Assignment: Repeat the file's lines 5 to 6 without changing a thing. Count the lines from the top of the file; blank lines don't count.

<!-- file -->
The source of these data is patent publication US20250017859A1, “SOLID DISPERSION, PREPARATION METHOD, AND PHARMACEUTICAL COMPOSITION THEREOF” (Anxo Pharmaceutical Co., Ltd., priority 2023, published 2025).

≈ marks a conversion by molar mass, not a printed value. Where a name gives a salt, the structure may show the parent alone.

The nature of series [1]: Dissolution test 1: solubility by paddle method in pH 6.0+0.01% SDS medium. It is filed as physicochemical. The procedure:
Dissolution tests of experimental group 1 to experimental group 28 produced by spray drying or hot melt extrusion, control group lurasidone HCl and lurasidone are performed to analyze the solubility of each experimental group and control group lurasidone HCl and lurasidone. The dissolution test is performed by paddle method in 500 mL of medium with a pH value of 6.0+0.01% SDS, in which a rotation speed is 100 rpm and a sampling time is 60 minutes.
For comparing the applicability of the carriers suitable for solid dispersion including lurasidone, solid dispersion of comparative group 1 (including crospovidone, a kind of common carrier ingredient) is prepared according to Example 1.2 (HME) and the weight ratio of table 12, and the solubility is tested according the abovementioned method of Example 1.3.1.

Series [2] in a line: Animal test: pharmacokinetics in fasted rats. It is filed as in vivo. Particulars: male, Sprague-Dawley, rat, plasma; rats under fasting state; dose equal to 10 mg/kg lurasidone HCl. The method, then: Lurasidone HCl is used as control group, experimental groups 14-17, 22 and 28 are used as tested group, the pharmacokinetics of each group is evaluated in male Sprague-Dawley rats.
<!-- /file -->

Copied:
For comparing the applicability of the carriers suitable for solid dispersion including lurasidone, solid dispersion of comparative group 1 (including crospovidone, a kind of common carrier ingredient) is prepared according to Example 1.2 (HME) and the weight ratio of table 12, and the solubility is tested according the abovementioned method of Example 1.3.1.

Series [2] in a line: Animal test: pharmacokinetics in fasted rats. It is filed as in vivo. Particulars: male, Sprague-Dawley, rat, plasma; rats under fasting state; dose equal to 10 mg/kg lurasidone HCl. The method, then: Lurasidone HCl is used as control group, experimental groups 14-17, 22 and 28 are used as tested group, the pharmacokinetics of each group is evaluated in male Sprague-Dawley rats.